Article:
Brian Dawkins bleeds Eagles green.
Brian Dawkins, pound for pound arguably one of handful of greatest Eagles of all time, will hang up his cleats and retire as an Eagle this season.
B-Dawk, the crazed madman on the field and thoughtful family man off it, turned to Twitter Monday morning to make the announcement that he was calling it a career after 16 years in the NFL -- the first 13 with the Eagles.
The Eagles later confirmed that the Birds would honor Dawkins during the Eagles Sunday Night Football game against the Giants on Sept. 30 at Lincoln Financial Field.
As new broke that Dawkins, a.k.a. B-Dawk, a.k.a. Weapon X, was calling it a career, the accolades for the all-time great started pouring in from all over but the best description of what Dawkins meant to the Eagles and the City of Philadelphia likely came from the guy who used to sign his paychecks.
"Brian Dawkins is one of my all-time favorite players and one of the best to ever put on an Eagles uniform," said Eagles owner Jeffrey Lurie. "On the field, in many ways, Brian re-invented the safety position. He had the speed and athleticism to line up against the game’s best receivers, and was equally effective in the run game. His love for the game was infectious and he poured his entire heart and soul into everything he was doing from the moment he entered the stadium until he left. Everyone who ever watched Brian play saw that and it was impossible not to love that about him. He was one of the best leaders to ever play here."
I agree Jeff, No. 20 was the epitome of the Eagles and their fans.
Dawkins was the inarguable leader of the eagles for more than a decade, putting every ounce of energy out on the field week after week as he tallied up Pro Bowls (7), tackles and trips to the NFC Championship Game (5).
He was tough like us, worked hard like us, he was one of us and that one day should land him in the Hall of Fame.
"I honestly didn’t come into the league saying that I was going to be a Hall of Fame player," Dawkins told reporters Monday. "I was just going to go out and hopefully earn a job and do my thing in the NFL."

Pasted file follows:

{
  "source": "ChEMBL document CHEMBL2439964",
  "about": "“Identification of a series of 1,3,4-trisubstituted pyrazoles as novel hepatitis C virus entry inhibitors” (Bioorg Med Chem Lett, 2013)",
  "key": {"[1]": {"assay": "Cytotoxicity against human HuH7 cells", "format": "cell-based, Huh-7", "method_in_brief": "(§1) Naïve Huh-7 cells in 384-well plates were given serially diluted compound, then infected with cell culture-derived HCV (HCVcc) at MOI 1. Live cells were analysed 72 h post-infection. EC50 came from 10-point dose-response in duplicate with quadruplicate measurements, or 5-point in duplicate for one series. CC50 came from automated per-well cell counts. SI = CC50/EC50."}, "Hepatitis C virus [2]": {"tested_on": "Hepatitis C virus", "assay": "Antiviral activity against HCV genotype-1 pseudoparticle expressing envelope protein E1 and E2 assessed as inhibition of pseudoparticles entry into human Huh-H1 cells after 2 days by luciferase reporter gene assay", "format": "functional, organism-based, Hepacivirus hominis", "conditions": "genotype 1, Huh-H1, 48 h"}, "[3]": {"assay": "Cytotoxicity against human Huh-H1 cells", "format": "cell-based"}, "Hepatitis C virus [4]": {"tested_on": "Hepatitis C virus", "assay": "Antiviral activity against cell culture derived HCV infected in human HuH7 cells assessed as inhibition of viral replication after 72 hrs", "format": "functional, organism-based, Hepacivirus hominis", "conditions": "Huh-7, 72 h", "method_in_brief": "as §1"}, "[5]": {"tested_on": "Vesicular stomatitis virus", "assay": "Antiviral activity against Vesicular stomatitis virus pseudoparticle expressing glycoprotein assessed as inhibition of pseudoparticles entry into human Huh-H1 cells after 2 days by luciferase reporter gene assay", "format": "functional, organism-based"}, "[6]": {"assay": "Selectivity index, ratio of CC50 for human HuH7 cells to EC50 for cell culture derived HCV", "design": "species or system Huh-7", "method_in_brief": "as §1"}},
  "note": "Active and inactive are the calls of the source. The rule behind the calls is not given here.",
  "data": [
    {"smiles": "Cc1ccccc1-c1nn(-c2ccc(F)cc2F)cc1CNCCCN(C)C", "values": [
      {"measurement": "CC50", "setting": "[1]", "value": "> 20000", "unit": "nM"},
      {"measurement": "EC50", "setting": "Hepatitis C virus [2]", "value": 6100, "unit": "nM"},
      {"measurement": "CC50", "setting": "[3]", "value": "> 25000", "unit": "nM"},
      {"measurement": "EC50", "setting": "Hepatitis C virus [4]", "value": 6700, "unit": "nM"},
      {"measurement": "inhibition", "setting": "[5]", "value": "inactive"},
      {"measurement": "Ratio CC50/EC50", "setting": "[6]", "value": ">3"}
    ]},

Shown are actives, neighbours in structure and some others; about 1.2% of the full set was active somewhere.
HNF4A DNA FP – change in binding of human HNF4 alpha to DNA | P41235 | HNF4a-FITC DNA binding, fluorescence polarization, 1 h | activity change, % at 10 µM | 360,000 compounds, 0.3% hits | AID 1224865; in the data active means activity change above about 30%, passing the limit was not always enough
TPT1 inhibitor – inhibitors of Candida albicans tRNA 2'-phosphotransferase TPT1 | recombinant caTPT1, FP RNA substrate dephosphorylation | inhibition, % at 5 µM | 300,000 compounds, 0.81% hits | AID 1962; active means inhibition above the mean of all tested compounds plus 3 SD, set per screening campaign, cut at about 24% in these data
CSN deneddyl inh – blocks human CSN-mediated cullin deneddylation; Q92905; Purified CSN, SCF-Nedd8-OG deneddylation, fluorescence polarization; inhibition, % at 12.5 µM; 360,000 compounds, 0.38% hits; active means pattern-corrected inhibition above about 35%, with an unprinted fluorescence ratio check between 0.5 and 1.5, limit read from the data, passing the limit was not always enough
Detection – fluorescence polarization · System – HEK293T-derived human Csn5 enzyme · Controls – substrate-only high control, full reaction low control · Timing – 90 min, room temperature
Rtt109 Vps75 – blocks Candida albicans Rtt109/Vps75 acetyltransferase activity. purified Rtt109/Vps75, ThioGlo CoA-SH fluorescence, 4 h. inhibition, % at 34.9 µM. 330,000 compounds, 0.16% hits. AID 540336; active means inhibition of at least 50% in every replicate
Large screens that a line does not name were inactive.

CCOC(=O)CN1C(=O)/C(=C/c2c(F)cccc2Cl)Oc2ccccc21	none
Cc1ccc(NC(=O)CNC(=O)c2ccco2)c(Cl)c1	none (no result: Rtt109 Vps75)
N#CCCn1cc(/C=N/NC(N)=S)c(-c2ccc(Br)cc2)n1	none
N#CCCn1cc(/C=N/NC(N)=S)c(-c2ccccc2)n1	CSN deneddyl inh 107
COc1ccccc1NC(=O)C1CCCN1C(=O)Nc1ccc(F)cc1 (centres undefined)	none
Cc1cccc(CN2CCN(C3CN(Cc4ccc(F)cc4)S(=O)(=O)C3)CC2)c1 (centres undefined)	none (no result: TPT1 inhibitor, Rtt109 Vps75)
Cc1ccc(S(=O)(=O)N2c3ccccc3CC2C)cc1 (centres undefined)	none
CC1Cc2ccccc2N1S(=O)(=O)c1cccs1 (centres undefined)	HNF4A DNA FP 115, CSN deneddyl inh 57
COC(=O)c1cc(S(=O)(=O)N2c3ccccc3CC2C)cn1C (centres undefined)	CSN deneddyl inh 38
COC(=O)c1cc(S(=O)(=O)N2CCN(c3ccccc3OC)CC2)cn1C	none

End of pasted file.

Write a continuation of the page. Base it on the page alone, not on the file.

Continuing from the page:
For me though the true measure of the greatness of a player isn’t accolades or winning even -- it’s The Jersey Test.
The Jersey Test is something I have sort of come to accept as the ultimate measure of a player's jersey worthiness. It grew out of seeing way too many Pat Burrell, Terrell Owens, Chris Gratton, Larry Hughes and Raul Ibanez jerseys over the years. These guys had flashes of brilliance during their time in Philly but after they left, their jerseys basically became rags -- most fans wouldn’t be caught dead wearing the former star’s name on their back.
I only wear the jerseys of a select few players and each shirt must fit into one of two categories to earn a spot in my closet -- the jersey must either be of an All-Time great or someone who carries a kitschiness that’s undeniable (e.g. Von Hayes, Donald Brashear, Shawn Bradley).
Dawkins is the only Eagles jersey I own aside jerseys from other Philly greats like Allen Iverson, Steve Carlton, Roy Halladay and a select few others.
I guarantee that I will never have anyone give me a strange look or question why I'm wearing a No. 20 Dawkins jersey (even if it's the blue and yellow throwback) because no on can deny the greatness of the player.
On the Eagles version of Mount Rushmore there’s Van Buren, Bednarik, White and Dawkins.
And the thing with Dawkins is that by his fifth year in the league (2000) fans already knew that. He was greatness incarnate when he played Sundays in South Philly. He doesn’t need this retirement to remind us how great he is, we already remember.
So here’s to you B-Dawk. I look forward to seeing you wear that No. 20 one last time. And hopefully, Lurie will keep to his word, and no one will ever wear No. 20 in Eagles green ever again.